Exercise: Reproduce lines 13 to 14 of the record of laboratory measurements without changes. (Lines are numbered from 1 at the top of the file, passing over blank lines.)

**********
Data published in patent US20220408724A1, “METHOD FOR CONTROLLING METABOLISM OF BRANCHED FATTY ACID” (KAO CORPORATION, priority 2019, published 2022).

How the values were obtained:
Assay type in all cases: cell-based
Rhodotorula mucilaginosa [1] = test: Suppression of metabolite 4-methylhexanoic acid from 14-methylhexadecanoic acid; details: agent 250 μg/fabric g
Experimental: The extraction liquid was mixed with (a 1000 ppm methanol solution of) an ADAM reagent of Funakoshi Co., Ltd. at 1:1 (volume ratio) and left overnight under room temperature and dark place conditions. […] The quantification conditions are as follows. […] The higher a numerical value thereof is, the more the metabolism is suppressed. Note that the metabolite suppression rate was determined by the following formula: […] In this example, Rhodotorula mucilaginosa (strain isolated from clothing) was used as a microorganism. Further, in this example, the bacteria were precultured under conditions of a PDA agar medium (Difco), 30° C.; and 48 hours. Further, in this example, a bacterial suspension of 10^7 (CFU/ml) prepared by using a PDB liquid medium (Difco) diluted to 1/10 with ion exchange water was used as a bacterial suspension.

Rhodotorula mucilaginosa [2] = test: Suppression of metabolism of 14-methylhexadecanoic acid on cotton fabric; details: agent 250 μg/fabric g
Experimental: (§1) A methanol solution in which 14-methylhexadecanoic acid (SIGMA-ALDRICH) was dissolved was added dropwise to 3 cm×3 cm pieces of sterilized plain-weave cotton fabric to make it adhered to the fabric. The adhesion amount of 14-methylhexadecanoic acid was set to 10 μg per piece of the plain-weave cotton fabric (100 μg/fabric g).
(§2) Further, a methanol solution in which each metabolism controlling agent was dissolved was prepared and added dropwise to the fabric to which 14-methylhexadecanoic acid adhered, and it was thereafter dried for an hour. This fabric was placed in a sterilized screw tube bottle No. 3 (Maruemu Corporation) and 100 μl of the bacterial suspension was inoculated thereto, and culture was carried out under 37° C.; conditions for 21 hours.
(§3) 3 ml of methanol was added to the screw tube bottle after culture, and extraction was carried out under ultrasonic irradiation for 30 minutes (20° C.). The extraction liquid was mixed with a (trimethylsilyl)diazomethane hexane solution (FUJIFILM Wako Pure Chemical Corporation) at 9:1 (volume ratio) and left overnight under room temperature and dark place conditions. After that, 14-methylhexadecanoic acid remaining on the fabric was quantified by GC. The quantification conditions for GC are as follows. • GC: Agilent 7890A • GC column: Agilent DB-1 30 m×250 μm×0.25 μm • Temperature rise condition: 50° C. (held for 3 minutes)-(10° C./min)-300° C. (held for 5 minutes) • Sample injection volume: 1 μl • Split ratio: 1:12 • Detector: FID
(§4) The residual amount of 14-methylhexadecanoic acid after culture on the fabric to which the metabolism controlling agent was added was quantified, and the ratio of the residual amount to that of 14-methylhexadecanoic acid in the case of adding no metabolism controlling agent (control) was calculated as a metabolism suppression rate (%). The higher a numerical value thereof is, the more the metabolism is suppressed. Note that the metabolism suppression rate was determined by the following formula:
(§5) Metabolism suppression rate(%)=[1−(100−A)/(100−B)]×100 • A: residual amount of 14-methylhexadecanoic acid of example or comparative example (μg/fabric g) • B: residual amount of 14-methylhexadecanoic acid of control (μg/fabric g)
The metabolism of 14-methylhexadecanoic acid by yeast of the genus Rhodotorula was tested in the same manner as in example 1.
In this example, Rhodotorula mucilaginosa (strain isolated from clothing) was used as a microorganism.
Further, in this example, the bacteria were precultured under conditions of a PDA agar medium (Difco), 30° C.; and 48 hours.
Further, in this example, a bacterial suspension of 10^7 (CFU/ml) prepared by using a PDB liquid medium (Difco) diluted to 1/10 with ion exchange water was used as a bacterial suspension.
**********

In this example, Rhodotorula mucilaginosa (strain isolated from clothing) was used as a microorganism.
Further, in this example, the bacteria were precultured under conditions of a PDA agar medium (Difco), 30° C.; and 48 hours.